Friday 12 July 2013

Focus on UK Metal Detecting: Trouble at 'Rally

There has been a dispute about finds from a commercial artefact hunting rally organized at Busks Farm, near Middleham, North Yorkshire on land owned by Derek Allison (Ashley Barnard, 'Treasure dig organiser does not have a valid claim to cash from haul, The Northern Echo, Wednesday 10th July 2013). This was a 'Jim Pincher' rally (James Pincher, from Darlington, quite well-known in detecting lore). The dispute was adjudged at a Treasure inquest at Harrogate Magistrates’ Court Wednesday, July 10 by Deputy Coroner Geoff Fell.
Items found on the dig, attended by around ten people, between April 16 and 17, 2011, include a gold coin, gold pommel, copper alloy mount, iron sword and dagger, copper alloy pommel and three copper alloy hooks. Not all items were recorded with the Finds Liaison Office straight away, and there are still five silver coins missing that Mr Fell called to be returned – but said he would be handing his file to police and the Crown Prosecution Service.
The main dispute was about who was entitled to the Treasure award for these items which seem likely to be from an Anglo-Saxon grave assemblage collected away by rally members. It is reported that at the event, the landowner, on being shown the finds:
was introduced to Stephen Smith after the event as the finder of a gold coin, gold pommel, iron sword, copper alloy hook by Mr Pincher. But Mr Pincher later claimed to finds liaison officer Frances McIntosh that he found the iron sword and gold pommel on his own. Miss McIntosh told the inquest [...] “After the items had been handed in to be I found out there was a missing mount. “It was discussed that another finder had it and Mr Pincher would contact him about it.” The inquest heard the silver coins, found by an Italian tourist, were last seen in the possession of Mr Pincher – something he denies. Mr Pincher told the inquest he had unearthed the pommel and sword after Mr Smith had grown tired of digging the area.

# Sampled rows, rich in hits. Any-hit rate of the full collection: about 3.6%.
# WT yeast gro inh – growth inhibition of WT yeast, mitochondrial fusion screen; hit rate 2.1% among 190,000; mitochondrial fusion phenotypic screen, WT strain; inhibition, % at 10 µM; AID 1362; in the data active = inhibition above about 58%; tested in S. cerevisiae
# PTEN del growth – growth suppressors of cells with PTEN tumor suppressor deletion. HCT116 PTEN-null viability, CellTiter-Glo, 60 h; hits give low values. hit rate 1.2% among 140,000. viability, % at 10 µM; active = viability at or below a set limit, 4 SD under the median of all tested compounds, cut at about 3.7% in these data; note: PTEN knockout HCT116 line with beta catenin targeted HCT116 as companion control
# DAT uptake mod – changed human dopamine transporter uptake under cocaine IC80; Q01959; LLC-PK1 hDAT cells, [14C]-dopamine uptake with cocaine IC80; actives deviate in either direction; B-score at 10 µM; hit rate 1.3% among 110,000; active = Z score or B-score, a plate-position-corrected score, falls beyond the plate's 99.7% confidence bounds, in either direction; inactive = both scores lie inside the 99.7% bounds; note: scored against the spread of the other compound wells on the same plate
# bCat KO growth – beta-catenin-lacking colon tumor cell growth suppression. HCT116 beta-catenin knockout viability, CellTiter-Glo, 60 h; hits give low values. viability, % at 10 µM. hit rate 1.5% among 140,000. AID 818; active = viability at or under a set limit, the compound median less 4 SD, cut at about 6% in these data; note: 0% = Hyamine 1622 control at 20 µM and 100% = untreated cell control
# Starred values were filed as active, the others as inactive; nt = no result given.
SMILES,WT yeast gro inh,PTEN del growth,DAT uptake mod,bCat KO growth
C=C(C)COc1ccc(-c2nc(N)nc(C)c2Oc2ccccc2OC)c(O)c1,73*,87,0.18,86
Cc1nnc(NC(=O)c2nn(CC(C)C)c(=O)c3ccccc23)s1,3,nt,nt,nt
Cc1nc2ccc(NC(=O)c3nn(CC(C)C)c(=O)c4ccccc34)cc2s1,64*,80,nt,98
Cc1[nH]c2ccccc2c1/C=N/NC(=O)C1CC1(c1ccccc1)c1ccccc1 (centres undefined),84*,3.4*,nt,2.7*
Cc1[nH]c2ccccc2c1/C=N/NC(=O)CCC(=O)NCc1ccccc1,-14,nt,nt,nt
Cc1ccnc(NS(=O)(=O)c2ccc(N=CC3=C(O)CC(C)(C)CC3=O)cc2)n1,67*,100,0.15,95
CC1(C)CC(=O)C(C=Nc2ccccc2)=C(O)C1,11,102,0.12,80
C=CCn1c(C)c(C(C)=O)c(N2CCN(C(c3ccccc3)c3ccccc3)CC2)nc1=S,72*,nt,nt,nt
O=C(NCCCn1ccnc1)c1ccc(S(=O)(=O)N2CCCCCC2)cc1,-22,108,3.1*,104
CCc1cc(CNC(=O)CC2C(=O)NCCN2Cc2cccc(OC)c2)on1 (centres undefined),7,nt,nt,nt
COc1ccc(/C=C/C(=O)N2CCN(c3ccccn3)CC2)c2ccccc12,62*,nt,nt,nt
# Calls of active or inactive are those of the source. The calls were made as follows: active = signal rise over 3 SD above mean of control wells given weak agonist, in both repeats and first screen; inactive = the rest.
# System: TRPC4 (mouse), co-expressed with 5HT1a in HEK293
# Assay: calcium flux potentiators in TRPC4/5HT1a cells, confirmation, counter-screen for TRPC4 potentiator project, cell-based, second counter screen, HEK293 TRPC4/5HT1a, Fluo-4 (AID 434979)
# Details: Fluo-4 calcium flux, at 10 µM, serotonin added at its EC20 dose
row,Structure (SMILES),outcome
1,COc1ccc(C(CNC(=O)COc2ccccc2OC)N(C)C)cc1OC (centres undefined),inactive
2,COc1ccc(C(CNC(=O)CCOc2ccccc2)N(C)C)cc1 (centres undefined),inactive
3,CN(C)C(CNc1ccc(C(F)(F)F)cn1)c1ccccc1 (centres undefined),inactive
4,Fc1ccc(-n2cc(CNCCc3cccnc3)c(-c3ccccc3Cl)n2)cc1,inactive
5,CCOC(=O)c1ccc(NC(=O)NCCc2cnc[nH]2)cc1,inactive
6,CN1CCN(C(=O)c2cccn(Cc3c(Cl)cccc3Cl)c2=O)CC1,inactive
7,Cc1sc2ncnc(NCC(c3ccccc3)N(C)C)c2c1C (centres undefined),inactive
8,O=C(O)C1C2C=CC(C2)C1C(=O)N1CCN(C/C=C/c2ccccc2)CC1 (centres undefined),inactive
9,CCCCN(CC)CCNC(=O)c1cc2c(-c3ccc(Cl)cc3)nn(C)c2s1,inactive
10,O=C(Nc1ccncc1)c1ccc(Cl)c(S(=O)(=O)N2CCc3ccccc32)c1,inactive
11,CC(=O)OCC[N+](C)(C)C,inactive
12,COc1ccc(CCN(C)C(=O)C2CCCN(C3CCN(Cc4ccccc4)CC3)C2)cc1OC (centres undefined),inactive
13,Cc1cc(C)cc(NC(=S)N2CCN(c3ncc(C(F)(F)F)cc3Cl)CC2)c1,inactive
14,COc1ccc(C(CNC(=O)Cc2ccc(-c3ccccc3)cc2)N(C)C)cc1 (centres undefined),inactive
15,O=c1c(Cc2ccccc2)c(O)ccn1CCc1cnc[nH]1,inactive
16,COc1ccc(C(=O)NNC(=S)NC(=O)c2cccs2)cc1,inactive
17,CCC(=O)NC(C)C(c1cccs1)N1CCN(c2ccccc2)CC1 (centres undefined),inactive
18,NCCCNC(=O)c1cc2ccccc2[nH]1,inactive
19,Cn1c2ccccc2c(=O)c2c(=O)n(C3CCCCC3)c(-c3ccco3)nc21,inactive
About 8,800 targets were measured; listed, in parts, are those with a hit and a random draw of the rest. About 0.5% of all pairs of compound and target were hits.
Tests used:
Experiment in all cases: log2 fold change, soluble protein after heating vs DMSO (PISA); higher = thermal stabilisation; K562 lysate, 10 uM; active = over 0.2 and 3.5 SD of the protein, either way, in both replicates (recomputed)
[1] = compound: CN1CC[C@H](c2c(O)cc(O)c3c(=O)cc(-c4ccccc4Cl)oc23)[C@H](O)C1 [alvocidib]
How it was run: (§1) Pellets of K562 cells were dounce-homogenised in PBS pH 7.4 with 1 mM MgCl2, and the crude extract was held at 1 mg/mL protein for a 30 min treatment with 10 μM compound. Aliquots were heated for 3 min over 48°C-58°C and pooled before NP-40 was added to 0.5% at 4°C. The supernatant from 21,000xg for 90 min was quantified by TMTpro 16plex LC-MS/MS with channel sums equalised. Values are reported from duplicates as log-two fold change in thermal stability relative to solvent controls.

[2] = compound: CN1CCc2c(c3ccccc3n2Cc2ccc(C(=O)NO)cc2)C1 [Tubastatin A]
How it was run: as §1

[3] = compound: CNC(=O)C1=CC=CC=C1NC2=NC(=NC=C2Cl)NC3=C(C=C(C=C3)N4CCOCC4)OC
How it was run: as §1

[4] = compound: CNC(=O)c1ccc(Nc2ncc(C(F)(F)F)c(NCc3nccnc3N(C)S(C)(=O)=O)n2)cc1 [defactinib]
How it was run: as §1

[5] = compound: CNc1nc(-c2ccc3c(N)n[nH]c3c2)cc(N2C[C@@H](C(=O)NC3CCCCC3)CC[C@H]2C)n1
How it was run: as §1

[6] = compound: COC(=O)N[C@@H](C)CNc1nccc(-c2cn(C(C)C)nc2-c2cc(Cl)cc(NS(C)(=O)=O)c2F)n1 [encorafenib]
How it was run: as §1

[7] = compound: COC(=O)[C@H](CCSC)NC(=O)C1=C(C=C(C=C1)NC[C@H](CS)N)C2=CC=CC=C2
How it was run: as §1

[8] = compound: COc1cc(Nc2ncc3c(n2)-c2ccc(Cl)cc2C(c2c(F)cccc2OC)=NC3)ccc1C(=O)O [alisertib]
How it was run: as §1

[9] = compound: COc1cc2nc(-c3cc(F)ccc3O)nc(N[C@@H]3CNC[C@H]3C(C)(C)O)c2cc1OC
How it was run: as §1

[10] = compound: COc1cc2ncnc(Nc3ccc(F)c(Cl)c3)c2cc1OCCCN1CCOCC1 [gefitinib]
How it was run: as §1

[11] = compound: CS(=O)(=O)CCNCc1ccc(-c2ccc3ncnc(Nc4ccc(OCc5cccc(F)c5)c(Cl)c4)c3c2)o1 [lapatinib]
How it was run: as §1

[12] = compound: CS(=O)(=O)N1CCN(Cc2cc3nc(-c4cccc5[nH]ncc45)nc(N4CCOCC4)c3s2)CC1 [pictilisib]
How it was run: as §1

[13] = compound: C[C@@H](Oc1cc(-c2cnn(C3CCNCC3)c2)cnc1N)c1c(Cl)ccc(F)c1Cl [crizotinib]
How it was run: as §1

The Coroner at the inquest said he found Mr Pincher to be an “unreliable witness” and could see no grounds for him asserting a claim "to Mr Smith’s good fortune.
“I am recording a verdict that all items found were Treasure, either because of their worth or because their association with other items. “Whoever had the silver coins – if he does not have them he would be well advised to tell whoever does have them to send to the British Museum.”
It will be interesting to see if they turn up.

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